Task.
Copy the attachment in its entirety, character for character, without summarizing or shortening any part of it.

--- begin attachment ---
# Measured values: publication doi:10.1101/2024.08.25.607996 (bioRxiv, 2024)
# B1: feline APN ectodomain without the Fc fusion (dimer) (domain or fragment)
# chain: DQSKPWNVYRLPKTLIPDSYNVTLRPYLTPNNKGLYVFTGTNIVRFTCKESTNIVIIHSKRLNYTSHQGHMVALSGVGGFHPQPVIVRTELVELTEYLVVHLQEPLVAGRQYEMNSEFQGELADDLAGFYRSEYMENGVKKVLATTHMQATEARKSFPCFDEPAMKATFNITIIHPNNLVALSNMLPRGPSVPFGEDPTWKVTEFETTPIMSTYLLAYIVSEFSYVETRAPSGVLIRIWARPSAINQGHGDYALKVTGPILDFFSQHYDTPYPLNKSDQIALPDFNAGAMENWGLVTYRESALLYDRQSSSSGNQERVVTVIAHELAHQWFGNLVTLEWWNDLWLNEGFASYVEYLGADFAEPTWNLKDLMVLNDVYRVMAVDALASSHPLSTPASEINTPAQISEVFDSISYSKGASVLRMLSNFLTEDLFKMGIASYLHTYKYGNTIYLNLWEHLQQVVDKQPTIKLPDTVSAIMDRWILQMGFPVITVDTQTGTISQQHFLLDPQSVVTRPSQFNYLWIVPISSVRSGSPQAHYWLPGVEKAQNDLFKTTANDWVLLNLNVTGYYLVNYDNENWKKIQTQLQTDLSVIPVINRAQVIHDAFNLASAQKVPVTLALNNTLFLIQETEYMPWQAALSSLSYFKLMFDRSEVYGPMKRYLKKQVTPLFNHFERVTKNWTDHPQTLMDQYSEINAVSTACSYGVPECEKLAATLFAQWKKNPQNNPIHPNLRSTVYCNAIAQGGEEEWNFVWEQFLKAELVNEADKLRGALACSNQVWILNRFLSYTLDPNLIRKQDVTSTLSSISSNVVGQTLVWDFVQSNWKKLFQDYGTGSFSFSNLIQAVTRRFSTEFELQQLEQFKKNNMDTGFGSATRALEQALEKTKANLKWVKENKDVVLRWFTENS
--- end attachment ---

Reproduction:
# Measured values: publication doi:10.1101/2024.08.25.607996 (bioRxiv, 2024)
# B1: feline APN ectodomain without the Fc fusion (dimer) (domain or fragment)
# chain: DQSKPWNVYRLPKTLIPDSYNVTLRPYLTPNNKGLYVFTGTNIVRFTCKESTNIVIIHSKRLNYTSHQGHMVALSGVGGFHPQPVIVRTELVELTEYLVVHLQEPLVAGRQYEMNSEFQGELADDLAGFYRSEYMENGVKKVLATTHMQATEARKSFPCFDEPAMKATFNITIIHPNNLVALSNMLPRGPSVPFGEDPTWKVTEFETTPIMSTYLLAYIVSEFSYVETRAPSGVLIRIWARPSAINQGHGDYALKVTGPILDFFSQHYDTPYPLNKSDQIALPDFNAGAMENWGLVTYRESALLYDRQSSSSGNQERVVTVIAHELAHQWFGNLVTLEWWNDLWLNEGFASYVEYLGADFAEPTWNLKDLMVLNDVYRVMAVDALASSHPLSTPASEINTPAQISEVFDSISYSKGASVLRMLSNFLTEDLFKMGIASYLHTYKYGNTIYLNLWEHLQQVVDKQPTIKLPDTVSAIMDRWILQMGFPVITVDTQTGTISQQHFLLDPQSVVTRPSQFNYLWIVPISSVRSGSPQAHYWLPGVEKAQNDLFKTTANDWVLLNLNVTGYYLVNYDNENWKKIQTQLQTDLSVIPVINRAQVIHDAFNLASAQKVPVTLALNNTLFLIQETEYMPWQAALSSLSYFKLMFDRSEVYGPMKRYLKKQVTPLFNHFERVTKNWTDHPQTLMDQYSEINAVSTACSYGVPECEKLAATLFAQWKKNPQNNPIHPNLRSTVYCNAIAQGGEEEWNFVWEQFLKAELVNEADKLRGALACSNQVWILNRFLSYTLDPNLIRKQDVTSTLSSISSNVVGQTLVWDFVQSNWKKLFQDYGTGSFSFSNLIQAVTRRFSTEFELQQLEQFKKNNMDTGFGSATRALEQALEKTKANLKWVKENKDVVLRWFTENS